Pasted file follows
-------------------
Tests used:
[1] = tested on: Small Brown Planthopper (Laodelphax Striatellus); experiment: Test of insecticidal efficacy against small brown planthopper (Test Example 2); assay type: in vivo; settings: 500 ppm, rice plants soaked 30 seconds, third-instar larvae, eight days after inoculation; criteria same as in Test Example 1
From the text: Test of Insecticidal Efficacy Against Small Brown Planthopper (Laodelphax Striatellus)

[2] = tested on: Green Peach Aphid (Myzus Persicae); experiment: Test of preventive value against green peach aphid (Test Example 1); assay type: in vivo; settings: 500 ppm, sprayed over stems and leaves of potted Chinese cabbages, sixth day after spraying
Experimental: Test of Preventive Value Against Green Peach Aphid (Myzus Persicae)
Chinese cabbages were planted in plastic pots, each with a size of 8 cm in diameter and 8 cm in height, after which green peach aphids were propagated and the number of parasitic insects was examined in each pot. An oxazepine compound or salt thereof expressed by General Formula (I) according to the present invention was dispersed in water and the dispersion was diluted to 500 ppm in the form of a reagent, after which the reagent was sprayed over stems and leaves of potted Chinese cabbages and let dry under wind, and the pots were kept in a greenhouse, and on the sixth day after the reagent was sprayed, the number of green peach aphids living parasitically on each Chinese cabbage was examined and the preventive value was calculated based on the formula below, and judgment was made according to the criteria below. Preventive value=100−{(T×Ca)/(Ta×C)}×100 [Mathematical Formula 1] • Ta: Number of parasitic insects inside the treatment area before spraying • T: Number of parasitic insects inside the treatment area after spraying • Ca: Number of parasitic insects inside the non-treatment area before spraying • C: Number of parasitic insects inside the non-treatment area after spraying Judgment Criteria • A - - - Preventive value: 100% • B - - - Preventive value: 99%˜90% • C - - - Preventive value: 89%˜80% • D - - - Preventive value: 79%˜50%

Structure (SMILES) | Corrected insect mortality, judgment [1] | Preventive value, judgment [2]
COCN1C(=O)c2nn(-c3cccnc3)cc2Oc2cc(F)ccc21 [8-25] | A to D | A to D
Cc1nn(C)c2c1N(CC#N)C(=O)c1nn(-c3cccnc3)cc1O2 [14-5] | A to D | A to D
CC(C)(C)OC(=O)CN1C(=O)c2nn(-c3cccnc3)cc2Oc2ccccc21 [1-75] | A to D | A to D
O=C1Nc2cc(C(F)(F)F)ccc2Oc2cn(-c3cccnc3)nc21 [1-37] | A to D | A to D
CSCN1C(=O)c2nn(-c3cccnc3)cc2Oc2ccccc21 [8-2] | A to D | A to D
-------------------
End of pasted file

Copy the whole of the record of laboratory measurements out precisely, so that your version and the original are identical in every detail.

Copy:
Tests used:
[1] = tested on: Small Brown Planthopper (Laodelphax Striatellus); experiment: Test of insecticidal efficacy against small brown planthopper (Test Example 2); assay type: in vivo; settings: 500 ppm, rice plants soaked 30 seconds, third-instar larvae, eight days after inoculation; criteria same as in Test Example 1
From the text: Test of Insecticidal Efficacy Against Small Brown Planthopper (Laodelphax Striatellus)

[2] = tested on: Green Peach Aphid (Myzus Persicae); experiment: Test of preventive value against green peach aphid (Test Example 1); assay type: in vivo; settings: 500 ppm, sprayed over stems and leaves of potted Chinese cabbages, sixth day after spraying
Experimental: Test of Preventive Value Against Green Peach Aphid (Myzus Persicae)
Chinese cabbages were planted in plastic pots, each with a size of 8 cm in diameter and 8 cm in height, after which green peach aphids were propagated and the number of parasitic insects was examined in each pot. An oxazepine compound or salt thereof expressed by General Formula (I) according to the present invention was dispersed in water and the dispersion was diluted to 500 ppm in the form of a reagent, after which the reagent was sprayed over stems and leaves of potted Chinese cabbages and let dry under wind, and the pots were kept in a greenhouse, and on the sixth day after the reagent was sprayed, the number of green peach aphids living parasitically on each Chinese cabbage was examined and the preventive value was calculated based on the formula below, and judgment was made according to the criteria below. Preventive value=100−{(T×Ca)/(Ta×C)}×100 [Mathematical Formula 1] • Ta: Number of parasitic insects inside the treatment area before spraying • T: Number of parasitic insects inside the treatment area after spraying • Ca: Number of parasitic insects inside the non-treatment area before spraying • C: Number of parasitic insects inside the non-treatment area after spraying Judgment Criteria • A - - - Preventive value: 100% • B - - - Preventive value: 99%˜90% • C - - - Preventive value: 89%˜80% • D - - - Preventive value: 79%˜50%

Structure (SMILES) | Corrected insect mortality, judgment [1] | Preventive value, judgment [2]
COCN1C(=O)c2nn(-c3cccnc3)cc2Oc2cc(F)ccc21 [8-25] | A to D | A to D
Cc1nn(C)c2c1N(CC#N)C(=O)c1nn(-c3cccnc3)cc1O2 [14-5] | A to D | A to D
CC(C)(C)OC(=O)CN1C(=O)c2nn(-c3cccnc3)cc2Oc2ccccc21 [1-75] | A to D | A to D
O=C1Nc2cc(C(F)(F)F)ccc2Oc2cn(-c3cccnc3)nc21 [1-37] | A to D | A to D
CSCN1C(=O)c2nn(-c3cccnc3)cc2Oc2ccccc21 [8-2] | A to D | A to D